Dammit! I just got used to 2014

A year. It seems like such a long time. A second can seem like enough time, under the right circumstances, but a year? A year can seem monumental or unbelievably short,any measure of time can. The last day of the year is a good day to get introspective I guess, provided you aren’t a serial killer or something else equally disturbing.

I digress, December 31st, 2014, it is just another day, but when it sends, you have to start getting used to dating things XX-XX-15. Sometimes this seems like the hardest part of a new year, remembering to date the year correctly. Maybe it is only a big deal to me, I am sort of calendar obsessed.

It upsets me that I probably  won’t be alive for the next 12-12-12 or 04-04-04, unless science really kicks it up a notch in terms of lengthening life spans. My joy when the day, the month and the year are in some way in accordance is very disproportionate, but what the heck, we all have our own idiosyncrasies, and as they go, this isn’t such a rare one.

In any event, as people are going about, welcoming the new year, I am sitting here and thinking, “Dammit! I just got used to thinking it was 2014!”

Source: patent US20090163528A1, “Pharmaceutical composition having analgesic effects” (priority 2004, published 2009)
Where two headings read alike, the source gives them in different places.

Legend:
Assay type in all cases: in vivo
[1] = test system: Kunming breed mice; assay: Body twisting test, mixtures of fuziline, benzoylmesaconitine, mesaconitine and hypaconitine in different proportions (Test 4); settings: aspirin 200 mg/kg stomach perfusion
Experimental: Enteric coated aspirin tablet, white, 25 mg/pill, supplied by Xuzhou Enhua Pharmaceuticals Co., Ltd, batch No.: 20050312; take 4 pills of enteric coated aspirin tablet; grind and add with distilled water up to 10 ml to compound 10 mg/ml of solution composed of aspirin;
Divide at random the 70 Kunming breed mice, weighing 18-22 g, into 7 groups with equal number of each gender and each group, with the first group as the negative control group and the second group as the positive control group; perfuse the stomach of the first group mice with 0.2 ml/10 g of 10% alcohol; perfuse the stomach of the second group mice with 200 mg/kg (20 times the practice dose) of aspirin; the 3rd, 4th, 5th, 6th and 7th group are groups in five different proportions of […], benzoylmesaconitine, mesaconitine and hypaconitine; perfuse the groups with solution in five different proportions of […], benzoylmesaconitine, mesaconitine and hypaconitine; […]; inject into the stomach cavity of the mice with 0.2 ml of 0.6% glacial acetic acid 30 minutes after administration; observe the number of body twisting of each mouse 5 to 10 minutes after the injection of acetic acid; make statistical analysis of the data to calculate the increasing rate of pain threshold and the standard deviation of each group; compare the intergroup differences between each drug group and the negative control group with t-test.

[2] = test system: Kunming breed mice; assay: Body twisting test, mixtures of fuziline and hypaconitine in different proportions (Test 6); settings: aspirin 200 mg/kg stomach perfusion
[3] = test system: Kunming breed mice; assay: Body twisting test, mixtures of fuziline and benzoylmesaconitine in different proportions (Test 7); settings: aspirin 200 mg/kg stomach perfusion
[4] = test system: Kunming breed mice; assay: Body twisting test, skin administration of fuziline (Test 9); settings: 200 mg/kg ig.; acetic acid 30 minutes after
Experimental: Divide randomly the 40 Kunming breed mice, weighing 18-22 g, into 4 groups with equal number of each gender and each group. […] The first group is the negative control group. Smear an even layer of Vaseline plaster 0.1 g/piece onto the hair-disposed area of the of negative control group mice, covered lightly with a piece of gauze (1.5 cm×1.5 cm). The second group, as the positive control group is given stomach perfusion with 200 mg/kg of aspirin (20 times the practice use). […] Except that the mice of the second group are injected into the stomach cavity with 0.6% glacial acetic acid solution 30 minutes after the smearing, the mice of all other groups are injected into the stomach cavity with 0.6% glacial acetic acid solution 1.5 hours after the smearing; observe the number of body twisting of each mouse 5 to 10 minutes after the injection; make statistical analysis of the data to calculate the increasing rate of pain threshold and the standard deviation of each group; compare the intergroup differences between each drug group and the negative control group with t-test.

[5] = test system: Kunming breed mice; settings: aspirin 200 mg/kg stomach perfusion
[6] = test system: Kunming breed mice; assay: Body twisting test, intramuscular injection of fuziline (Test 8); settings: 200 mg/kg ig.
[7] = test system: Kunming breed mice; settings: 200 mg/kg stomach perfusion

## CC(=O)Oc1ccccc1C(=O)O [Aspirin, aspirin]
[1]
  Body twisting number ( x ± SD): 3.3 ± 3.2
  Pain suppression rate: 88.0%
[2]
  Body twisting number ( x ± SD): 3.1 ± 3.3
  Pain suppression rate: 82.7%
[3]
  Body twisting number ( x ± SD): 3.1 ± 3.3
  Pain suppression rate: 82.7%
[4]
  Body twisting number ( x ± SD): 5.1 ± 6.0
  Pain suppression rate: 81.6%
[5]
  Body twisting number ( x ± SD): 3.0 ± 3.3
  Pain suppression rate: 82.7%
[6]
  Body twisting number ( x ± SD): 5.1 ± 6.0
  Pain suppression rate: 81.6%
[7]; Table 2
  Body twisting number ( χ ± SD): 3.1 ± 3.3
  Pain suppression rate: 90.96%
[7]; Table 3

The picture of you two is striking, the word is perfect to describe what I see, far before my lifetime.

Neither of you are smiling. I feel happy looking at it. You are beautiful, he is dapper. You are not as I see you today, carrying the marks of the last five decades with you– adorable, smiling figures who welcome me with love every vacation.

I see you today, content or angry, and I wonder about my future. The ego-centricism is showing, I know. Will I be like you one day, or will my life follow a different path entirely? You look at me, facing the camera head-on from the past.

I found another photograph, cake in one of your hands as you feed the other, the family looking on.

From the stern to the smiling, the transition is strange but natural. You retain your beauty and he his whiskers and neatly parted hair. The short hair I played with as a child, combing into white tufts that stood up from your scalp.

Today everything has changed, the joy I found being with you is marred by worry. You were often anxious about me then. The roles are reversed, I worry about you: one of you has forgotten me, the other constantly fretting about everything. The foundation of my childhood is gone, the stability I saw from your hand-made birthday cards, lemon juice in the sweltering summers, stories and phone calls has left me; bereft of your comfort.

For eighteen years you defined summer for me, your home my second. The white walls, the carpets, the ceilings, the brick mural, I have memorised all of them, just as I know your faces. They have not changed as much as we have.

I dream of those summers.